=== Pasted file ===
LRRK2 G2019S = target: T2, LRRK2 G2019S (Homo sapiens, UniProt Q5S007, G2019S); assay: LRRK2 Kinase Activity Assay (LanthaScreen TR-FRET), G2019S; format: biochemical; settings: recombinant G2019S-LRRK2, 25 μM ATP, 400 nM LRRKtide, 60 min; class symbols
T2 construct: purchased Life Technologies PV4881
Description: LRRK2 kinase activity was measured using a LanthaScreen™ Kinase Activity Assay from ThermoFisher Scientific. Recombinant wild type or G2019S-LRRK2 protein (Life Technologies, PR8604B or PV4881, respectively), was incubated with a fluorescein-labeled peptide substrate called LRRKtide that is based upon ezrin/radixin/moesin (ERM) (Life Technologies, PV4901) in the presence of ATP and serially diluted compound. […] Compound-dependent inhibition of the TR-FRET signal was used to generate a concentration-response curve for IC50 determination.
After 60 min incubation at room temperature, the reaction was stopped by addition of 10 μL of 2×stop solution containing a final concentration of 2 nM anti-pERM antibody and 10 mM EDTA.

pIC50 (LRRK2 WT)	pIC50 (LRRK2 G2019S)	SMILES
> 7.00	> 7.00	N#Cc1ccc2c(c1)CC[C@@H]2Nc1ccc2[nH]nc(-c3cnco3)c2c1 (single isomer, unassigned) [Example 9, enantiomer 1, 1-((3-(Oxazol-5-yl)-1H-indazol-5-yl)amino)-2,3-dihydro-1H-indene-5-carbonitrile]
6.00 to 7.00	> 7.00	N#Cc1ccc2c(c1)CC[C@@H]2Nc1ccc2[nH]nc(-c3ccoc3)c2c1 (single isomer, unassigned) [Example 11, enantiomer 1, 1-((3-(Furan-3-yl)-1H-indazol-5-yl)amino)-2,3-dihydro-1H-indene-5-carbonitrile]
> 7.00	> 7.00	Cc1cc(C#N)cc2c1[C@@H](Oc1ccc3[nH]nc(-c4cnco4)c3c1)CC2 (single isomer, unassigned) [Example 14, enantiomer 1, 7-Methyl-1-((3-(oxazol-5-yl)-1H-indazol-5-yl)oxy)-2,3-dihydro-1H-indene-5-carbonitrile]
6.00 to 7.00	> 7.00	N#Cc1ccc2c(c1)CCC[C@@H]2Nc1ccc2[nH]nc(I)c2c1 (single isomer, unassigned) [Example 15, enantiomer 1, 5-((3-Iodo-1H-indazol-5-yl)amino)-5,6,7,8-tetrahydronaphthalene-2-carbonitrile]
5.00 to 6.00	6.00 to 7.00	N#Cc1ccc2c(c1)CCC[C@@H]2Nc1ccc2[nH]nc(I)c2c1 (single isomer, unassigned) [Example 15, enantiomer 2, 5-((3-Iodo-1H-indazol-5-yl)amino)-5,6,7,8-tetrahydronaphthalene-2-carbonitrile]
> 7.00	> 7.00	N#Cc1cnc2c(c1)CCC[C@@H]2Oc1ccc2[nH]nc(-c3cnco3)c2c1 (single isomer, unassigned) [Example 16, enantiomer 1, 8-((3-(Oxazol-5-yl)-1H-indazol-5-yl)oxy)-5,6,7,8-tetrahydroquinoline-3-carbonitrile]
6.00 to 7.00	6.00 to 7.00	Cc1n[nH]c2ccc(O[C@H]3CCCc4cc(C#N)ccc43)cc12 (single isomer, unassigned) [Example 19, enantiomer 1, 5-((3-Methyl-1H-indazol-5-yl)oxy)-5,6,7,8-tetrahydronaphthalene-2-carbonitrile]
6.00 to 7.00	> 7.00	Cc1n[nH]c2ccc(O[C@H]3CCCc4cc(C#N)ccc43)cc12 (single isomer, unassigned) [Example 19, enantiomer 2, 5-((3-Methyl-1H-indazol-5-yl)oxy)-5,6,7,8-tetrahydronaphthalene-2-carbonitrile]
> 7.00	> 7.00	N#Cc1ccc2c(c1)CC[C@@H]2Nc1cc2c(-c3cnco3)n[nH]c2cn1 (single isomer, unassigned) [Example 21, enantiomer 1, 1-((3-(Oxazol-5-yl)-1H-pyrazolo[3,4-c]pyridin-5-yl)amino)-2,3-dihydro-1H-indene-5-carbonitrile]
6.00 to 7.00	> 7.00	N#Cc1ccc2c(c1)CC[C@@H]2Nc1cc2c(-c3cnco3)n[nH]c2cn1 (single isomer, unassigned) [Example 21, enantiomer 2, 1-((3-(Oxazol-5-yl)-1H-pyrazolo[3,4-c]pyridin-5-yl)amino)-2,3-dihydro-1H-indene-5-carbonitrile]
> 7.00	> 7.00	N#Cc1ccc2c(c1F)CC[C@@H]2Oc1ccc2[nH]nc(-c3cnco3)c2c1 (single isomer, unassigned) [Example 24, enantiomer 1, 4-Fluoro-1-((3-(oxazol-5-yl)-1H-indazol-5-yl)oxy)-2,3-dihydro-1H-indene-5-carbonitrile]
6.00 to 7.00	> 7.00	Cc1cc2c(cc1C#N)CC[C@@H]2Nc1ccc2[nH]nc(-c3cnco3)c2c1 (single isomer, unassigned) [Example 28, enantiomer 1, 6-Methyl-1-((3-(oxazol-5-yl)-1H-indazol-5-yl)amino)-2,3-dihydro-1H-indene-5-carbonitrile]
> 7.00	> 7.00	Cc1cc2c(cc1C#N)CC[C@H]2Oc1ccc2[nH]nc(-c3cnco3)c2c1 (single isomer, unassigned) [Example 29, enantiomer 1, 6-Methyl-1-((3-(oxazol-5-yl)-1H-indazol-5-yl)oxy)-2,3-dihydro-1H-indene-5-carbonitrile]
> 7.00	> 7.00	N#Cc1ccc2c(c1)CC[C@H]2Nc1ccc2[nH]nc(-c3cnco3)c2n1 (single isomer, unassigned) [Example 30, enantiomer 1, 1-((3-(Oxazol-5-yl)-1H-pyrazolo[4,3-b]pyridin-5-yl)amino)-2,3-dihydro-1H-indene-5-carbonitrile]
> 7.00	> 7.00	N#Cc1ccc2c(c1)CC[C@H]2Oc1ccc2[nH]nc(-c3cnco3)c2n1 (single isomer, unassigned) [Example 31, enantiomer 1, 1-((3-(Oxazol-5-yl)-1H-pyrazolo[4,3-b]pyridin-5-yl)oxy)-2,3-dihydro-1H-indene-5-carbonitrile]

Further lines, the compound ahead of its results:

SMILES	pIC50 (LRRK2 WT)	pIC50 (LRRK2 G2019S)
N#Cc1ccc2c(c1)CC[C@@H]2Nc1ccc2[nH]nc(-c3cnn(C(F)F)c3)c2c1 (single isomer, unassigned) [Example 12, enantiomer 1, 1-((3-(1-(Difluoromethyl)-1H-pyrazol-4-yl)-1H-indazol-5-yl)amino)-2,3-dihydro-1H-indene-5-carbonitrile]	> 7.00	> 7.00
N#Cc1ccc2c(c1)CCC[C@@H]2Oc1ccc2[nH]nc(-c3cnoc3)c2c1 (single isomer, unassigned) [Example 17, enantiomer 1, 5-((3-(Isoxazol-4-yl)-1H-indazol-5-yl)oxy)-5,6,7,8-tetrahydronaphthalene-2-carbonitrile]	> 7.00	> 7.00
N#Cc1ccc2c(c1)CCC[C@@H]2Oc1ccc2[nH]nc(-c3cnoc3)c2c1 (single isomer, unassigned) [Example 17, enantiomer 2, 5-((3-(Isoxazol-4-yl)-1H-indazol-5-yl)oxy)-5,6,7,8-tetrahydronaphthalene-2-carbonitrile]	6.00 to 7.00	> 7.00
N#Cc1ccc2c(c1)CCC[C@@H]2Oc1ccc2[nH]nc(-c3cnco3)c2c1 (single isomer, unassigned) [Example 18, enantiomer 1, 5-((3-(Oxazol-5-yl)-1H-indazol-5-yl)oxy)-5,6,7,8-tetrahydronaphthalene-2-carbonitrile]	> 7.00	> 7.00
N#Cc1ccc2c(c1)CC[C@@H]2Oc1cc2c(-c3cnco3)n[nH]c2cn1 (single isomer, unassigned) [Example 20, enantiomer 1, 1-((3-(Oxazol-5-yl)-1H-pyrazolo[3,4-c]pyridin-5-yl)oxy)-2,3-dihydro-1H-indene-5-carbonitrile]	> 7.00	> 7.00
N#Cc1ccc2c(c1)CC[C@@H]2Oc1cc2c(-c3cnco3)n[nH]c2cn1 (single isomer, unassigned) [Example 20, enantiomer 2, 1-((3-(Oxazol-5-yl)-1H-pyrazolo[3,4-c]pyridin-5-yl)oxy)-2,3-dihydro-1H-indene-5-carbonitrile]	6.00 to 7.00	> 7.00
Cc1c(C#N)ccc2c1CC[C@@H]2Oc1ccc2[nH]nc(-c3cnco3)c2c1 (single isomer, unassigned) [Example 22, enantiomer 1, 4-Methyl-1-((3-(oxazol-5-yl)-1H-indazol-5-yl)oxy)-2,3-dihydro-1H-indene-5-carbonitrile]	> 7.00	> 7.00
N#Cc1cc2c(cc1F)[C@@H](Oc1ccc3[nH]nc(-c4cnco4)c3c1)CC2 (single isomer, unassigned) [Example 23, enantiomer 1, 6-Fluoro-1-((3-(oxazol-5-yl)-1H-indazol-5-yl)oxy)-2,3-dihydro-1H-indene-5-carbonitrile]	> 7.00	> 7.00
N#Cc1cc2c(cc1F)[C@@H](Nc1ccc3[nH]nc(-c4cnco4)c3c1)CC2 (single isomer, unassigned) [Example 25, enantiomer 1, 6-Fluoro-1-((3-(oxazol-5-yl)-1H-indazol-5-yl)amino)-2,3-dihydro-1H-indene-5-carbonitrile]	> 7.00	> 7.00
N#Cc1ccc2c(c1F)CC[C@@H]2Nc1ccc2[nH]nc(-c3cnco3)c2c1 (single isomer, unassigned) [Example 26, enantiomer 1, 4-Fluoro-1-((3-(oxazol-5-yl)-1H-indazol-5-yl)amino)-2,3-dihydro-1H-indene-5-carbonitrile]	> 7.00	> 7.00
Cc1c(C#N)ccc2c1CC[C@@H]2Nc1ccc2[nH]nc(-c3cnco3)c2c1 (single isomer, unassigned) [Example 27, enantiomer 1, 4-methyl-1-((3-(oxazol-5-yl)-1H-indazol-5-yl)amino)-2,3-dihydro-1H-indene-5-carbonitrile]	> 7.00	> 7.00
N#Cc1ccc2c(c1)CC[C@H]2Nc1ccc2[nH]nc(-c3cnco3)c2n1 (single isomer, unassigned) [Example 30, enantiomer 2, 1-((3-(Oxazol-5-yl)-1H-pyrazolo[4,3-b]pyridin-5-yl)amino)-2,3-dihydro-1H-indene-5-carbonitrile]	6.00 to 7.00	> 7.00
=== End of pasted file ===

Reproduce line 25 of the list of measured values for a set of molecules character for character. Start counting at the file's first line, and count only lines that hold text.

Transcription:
N#Cc1ccc2c(c1)CCC[C@@H]2Oc1ccc2[nH]nc(-c3cnoc3)c2c1 (single isomer, unassigned) [Example 17, enantiomer 2, 5-((3-(Isoxazol-4-yl)-1H-indazol-5-yl)oxy)-5,6,7,8-tetrahydronaphthalene-2-carbonitrile]	6.00 to 7.00	> 7.00